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empirical

[em-pir-i-kuh l]
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adjective
  1. derived from or guided by experience or experiment.
  2. depending upon experience or observation alone, without using scientific method or theory, especially as in medicine.
  3. provable or verifiable by experience or experiment.

Origin of empirical

First recorded in 1560–70; empiric + -al1
Related formsem·pir·i·cal·ly, adverbem·pir·i·cal·ness, nounan·ti·em·pir·i·cal, adjectivean·ti·em·pir·i·cal·ly, adverbnon·em·pir·i·cal, adjectivenon·em·pir·i·cal·ly, adverbo·ver·em·pir·i·cal, adjectiveo·ver·em·pir·i·cal·ly, adverbsem·i·em·pir·i·cal, adjectivesem·i·em·pir·i·cal·ly, adverbun·em·pir·i·cal, adjectiveun·em·pir·i·cal·ly, adverb

Synonyms

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1, 2. practical, firsthand, pragmatic.

Antonyms

1, 2. secondhand, theoretical.
Dictionary.com Unabridged Based on the Random House Unabridged Dictionary, © Random House, Inc. 2018

Examples from the Web for empirical

Contemporary Examples

Historical Examples

  • They would have shrunk from the empirical freedom that results from a little beer.

    The Longest Journey

    E. M. Forster

  • That is a question of faith and empirical evidence with which we are not here concerned.

    The Sense of Beauty

    George Santayana

  • There is after all some justification for Guetta's criticism of empirical instruction.

  • The method from that time on is about of the type described as empirical.

  • Little remains to be said of the nature of this empirical instruction.


British Dictionary definitions for empirical

empirical

adjective
  1. derived from or relating to experiment and observation rather than theory
  2. (of medical treatment) based on practical experience rather than scientific proof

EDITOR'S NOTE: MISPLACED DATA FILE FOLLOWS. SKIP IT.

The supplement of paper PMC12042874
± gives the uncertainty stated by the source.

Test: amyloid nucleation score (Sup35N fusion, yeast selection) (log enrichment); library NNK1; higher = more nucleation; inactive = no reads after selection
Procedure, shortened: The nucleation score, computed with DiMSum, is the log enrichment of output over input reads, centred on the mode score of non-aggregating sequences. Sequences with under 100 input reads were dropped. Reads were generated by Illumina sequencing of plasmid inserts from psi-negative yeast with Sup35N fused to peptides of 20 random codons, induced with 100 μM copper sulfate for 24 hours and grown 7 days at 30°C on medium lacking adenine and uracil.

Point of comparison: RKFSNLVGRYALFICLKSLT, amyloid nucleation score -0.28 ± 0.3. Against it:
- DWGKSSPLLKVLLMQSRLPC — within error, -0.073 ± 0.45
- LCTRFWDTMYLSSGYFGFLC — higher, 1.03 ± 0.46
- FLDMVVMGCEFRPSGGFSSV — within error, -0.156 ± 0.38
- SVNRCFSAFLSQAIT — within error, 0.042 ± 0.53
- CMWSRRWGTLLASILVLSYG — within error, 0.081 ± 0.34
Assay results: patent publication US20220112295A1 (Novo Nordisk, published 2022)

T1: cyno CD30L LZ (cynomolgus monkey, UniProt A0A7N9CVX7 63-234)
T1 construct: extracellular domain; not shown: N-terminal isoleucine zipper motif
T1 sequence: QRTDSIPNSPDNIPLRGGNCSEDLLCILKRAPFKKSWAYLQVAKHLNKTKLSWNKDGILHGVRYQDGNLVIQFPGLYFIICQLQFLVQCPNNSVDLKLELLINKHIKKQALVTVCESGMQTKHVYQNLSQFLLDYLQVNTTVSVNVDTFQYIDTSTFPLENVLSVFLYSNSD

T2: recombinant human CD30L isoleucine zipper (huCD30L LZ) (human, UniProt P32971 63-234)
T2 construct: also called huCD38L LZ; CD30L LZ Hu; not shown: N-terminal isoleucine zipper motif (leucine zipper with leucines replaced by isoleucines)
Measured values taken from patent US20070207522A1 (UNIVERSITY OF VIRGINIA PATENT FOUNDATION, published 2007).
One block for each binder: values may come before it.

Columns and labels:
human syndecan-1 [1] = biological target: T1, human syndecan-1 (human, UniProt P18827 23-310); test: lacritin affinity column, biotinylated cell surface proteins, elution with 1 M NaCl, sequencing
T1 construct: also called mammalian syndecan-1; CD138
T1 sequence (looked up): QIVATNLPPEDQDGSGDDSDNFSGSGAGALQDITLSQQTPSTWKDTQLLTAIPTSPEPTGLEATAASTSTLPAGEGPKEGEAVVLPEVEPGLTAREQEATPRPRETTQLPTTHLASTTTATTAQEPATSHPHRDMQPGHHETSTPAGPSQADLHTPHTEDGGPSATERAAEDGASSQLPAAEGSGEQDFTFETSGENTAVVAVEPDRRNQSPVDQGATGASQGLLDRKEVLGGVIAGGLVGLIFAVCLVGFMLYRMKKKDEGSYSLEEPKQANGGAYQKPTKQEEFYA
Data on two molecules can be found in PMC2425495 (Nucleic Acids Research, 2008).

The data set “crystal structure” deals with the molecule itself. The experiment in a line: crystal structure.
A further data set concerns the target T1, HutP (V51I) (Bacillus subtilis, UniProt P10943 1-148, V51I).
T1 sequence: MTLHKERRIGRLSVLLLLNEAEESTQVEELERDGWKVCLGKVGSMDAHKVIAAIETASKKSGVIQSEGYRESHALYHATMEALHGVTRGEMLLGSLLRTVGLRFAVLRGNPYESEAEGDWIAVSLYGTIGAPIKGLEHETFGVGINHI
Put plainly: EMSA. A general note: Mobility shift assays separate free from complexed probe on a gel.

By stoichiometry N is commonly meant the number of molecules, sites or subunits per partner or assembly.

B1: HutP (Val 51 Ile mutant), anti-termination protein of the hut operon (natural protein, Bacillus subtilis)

3. philosophy
    1. (of knowledge) derived from experience rather than by logic from first principlesCompare a priori, a posteriori
    2. (of a proposition) subject, at least theoretically, to verificationCompare analytic (def. 4), synthetic (def. 4)
  4. of or relating to medical quackery
noun
  1. statistics the posterior probability of an event derived on the basis of its observed frequency in a sampleCompare mathematical probability See also posterior probability
Derived Formsempirically, adverbempiricalness, noun
Collins English Dictionary - Complete & Unabridged 2012 Digital Edition © William Collins Sons & Co. Ltd. 1979, 1986 © HarperCollins Publishers 1998, 2000, 2003, 2005, 2006, 2007, 2009, 2012

Word Origin and History for empirical

adj.

1560s, from empiric + -al (1).

Online Etymology Dictionary, © 2010 Douglas Harper

empirical in Medicine

empirical

(ĕm-pîrĭ-kəl)
adj.
  1. Relying on or derived from observation or experiment.
  2. Verifiable or provable by means of observation or experiment.
  3. Of or being a philosophy of medicine emphasizing practical experience and observation over scientific theory.
Related formsem•piri•cal•ly adv.
The American Heritage® Stedman's Medical Dictionary Copyright © 2002, 2001, 1995 by Houghton Mifflin Company. Published by Houghton Mifflin Company.

empirical in Science

empirical

[ĕm-pîrĭ-kəl]
  1. Relying on or derived from observation or experiment.
The American Heritage® Science Dictionary Copyright © 2011. Published by Houghton Mifflin Harcourt Publishing Company. All rights reserved.